On Friday, the British cabinet, in a 12-hour marathon session agreed on a 120-page document on Brexit. From all accounts every minister present signed up to the compromise. However, on Monday, the unity collapsed. Both Davis David and Boris Johnson,
A leadership challenge from within the ruling Conservative party appeared to loom for incumbent British Prime Minister Theresa May on Monday, after two of her heavyweight cabinet ministers, Brexit Secretary David Davis and Foreign Secretary Boris Johnson, dramatically resigned over their avowed inability to support the terms and conditions drawn up to exit the European Union.
A junior minister in Davis’s department, Steve Baker, also tendered his papers. In a no-holds-barred resignation letter, Davis said he would not be a “reluctant conscript” to May’s Brexit plan. But the City of London provided a mixed reaction to his departure. The FTSE rose by around 1%. But the pound fell by 0.29% against both the dollar and the euro.
Clearly under pressure, May, while addressing a noisy House of Commons, asserted in respect of her two former cabinet colleagues: “We do not agree on the best way to deliver our shared commitments to honour the result of the (Brexit) referendum.”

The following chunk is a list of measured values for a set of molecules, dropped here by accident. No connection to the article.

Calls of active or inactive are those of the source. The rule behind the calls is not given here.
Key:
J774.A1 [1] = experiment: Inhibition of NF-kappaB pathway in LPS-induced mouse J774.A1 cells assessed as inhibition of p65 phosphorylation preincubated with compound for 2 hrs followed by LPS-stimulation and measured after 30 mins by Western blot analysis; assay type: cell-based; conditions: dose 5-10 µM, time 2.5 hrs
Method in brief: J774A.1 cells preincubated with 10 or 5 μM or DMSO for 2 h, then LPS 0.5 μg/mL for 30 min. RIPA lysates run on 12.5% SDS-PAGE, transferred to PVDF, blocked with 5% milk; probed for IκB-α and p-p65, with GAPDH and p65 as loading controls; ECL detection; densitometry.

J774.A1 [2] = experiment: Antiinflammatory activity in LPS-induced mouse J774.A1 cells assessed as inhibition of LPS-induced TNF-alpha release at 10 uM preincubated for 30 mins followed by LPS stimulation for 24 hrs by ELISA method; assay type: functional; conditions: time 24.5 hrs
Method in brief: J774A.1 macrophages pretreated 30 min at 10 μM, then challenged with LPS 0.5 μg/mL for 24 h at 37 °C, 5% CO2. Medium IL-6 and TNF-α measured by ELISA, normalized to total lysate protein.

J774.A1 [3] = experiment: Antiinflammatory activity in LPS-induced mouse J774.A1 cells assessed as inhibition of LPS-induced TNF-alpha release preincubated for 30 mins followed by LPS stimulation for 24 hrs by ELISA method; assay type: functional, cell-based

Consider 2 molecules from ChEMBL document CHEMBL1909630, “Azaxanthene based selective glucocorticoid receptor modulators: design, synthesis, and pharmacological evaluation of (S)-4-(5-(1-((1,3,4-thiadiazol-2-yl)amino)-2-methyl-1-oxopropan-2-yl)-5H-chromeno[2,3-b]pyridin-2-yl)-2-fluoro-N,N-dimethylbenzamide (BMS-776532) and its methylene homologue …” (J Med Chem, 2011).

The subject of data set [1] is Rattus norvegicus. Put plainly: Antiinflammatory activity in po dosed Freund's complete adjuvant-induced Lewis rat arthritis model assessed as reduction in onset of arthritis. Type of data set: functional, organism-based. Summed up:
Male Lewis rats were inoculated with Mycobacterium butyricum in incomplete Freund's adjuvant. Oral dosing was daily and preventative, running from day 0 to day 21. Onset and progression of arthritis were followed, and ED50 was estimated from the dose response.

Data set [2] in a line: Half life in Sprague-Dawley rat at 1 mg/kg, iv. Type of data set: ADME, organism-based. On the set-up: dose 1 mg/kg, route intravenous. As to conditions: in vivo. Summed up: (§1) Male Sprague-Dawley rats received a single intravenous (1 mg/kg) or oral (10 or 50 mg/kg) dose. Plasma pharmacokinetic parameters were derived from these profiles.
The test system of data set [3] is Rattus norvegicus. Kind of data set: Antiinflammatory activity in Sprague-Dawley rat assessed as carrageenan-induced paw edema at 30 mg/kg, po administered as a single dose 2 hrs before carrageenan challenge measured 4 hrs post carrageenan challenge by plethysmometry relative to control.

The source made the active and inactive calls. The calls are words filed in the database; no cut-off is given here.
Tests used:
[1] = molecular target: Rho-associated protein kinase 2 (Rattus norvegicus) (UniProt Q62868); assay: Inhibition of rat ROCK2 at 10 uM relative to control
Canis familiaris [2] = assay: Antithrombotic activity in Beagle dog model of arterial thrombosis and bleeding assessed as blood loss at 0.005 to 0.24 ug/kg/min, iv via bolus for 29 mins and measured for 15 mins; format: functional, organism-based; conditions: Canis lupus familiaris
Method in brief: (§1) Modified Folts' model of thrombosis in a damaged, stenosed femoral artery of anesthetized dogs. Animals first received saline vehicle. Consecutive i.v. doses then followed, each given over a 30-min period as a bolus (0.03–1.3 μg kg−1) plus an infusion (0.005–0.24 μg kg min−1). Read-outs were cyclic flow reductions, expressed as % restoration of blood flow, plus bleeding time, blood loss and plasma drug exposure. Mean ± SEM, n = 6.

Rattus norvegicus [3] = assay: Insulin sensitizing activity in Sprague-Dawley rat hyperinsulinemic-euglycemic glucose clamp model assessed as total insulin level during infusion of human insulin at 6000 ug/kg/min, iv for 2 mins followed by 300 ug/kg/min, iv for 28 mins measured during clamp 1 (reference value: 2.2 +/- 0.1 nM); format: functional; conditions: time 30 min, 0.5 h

In June 2016, in a cataclysmic outcome, Britons voted to leave the EU, where the United Kingdom had been a member since 1973. For nearly 40 years, Conservatives have been deeply divided on their country’s continuance in the organisation, which forced May’s predecessor David Cameron to call a plebiscite.
What could save May, though, is the fact that the British parliament rises for the summer recess in a fortnight, when politics in this country historically goes into hibernation. While it is entirely possible for hostilities to resume in autumn – before or during the annual party conference – it may not be easy to maintain the momentum. At the same time, while a widespread assessment persists, there is no automatic successor to May within her party, many among its grassroot membership favour a hard Brexit.
Only on Friday, the British cabinet – bitterly split at least three ways – in a 12-hour marathon session at the Prime Minister’s country retreat at Chequers in the leafy county of Buckinghamshire agreed on a 120-page document.